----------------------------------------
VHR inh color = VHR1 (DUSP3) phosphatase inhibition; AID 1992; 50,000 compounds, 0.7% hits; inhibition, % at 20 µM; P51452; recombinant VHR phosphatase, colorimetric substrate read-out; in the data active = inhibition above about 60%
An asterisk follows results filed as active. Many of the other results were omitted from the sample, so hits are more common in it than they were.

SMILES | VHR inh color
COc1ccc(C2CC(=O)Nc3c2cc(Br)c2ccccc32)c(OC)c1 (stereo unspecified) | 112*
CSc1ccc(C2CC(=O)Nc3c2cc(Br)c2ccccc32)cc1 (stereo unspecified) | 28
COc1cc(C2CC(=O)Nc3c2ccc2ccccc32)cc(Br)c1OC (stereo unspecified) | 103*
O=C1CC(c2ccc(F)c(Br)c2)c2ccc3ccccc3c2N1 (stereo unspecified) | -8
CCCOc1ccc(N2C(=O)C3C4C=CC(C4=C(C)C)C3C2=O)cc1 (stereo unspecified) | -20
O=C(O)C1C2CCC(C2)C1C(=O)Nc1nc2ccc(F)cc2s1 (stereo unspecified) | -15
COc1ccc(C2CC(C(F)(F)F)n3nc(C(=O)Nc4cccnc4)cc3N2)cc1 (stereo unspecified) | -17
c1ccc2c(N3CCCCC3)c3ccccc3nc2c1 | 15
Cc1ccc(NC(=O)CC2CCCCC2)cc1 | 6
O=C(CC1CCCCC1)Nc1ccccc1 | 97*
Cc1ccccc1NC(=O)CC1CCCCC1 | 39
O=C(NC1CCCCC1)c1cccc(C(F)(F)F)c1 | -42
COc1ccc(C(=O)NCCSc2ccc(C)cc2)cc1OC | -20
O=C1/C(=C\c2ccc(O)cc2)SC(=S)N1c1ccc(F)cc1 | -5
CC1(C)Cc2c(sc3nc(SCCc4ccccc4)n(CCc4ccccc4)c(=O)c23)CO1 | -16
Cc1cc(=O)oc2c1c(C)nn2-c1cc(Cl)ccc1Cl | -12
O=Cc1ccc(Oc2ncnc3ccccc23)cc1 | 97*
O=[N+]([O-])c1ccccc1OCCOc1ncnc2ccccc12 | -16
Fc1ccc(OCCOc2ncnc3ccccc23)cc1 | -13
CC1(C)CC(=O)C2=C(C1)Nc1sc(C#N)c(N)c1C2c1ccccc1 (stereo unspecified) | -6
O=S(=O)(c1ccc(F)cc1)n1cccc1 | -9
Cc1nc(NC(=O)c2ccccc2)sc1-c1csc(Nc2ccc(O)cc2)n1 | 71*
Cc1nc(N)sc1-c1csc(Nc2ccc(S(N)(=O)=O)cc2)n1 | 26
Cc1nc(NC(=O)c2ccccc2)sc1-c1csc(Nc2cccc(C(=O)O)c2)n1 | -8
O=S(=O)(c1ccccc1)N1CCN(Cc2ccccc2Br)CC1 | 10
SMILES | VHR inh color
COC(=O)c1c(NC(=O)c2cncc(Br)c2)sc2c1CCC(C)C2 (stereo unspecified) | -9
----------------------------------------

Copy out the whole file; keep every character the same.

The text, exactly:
VHR inh color = VHR1 (DUSP3) phosphatase inhibition; AID 1992; 50,000 compounds, 0.7% hits; inhibition, % at 20 µM; P51452; recombinant VHR phosphatase, colorimetric substrate read-out; in the data active = inhibition above about 60%
An asterisk follows results filed as active. Many of the other results were omitted from the sample, so hits are more common in it than they were.

SMILES | VHR inh color
COc1ccc(C2CC(=O)Nc3c2cc(Br)c2ccccc32)c(OC)c1 (stereo unspecified) | 112*
CSc1ccc(C2CC(=O)Nc3c2cc(Br)c2ccccc32)cc1 (stereo unspecified) | 28
COc1cc(C2CC(=O)Nc3c2ccc2ccccc32)cc(Br)c1OC (stereo unspecified) | 103*
O=C1CC(c2ccc(F)c(Br)c2)c2ccc3ccccc3c2N1 (stereo unspecified) | -8
CCCOc1ccc(N2C(=O)C3C4C=CC(C4=C(C)C)C3C2=O)cc1 (stereo unspecified) | -20
O=C(O)C1C2CCC(C2)C1C(=O)Nc1nc2ccc(F)cc2s1 (stereo unspecified) | -15
COc1ccc(C2CC(C(F)(F)F)n3nc(C(=O)Nc4cccnc4)cc3N2)cc1 (stereo unspecified) | -17
c1ccc2c(N3CCCCC3)c3ccccc3nc2c1 | 15
Cc1ccc(NC(=O)CC2CCCCC2)cc1 | 6
O=C(CC1CCCCC1)Nc1ccccc1 | 97*
Cc1ccccc1NC(=O)CC1CCCCC1 | 39
O=C(NC1CCCCC1)c1cccc(C(F)(F)F)c1 | -42
COc1ccc(C(=O)NCCSc2ccc(C)cc2)cc1OC | -20
O=C1/C(=C\c2ccc(O)cc2)SC(=S)N1c1ccc(F)cc1 | -5
CC1(C)Cc2c(sc3nc(SCCc4ccccc4)n(CCc4ccccc4)c(=O)c23)CO1 | -16
Cc1cc(=O)oc2c1c(C)nn2-c1cc(Cl)ccc1Cl | -12
O=Cc1ccc(Oc2ncnc3ccccc23)cc1 | 97*
O=[N+]([O-])c1ccccc1OCCOc1ncnc2ccccc12 | -16
Fc1ccc(OCCOc2ncnc3ccccc23)cc1 | -13
CC1(C)CC(=O)C2=C(C1)Nc1sc(C#N)c(N)c1C2c1ccccc1 (stereo unspecified) | -6
O=S(=O)(c1ccc(F)cc1)n1cccc1 | -9
Cc1nc(NC(=O)c2ccccc2)sc1-c1csc(Nc2ccc(O)cc2)n1 | 71*
Cc1nc(N)sc1-c1csc(Nc2ccc(S(N)(=O)=O)cc2)n1 | 26
Cc1nc(NC(=O)c2ccccc2)sc1-c1csc(Nc2cccc(C(=O)O)c2)n1 | -8
O=S(=O)(c1ccccc1)N1CCN(Cc2ccccc2Br)CC1 | 10
SMILES | VHR inh color
COC(=O)c1c(NC(=O)c2cncc(Br)c2)sc2c1CCC(C)C2 (stereo unspecified) | -9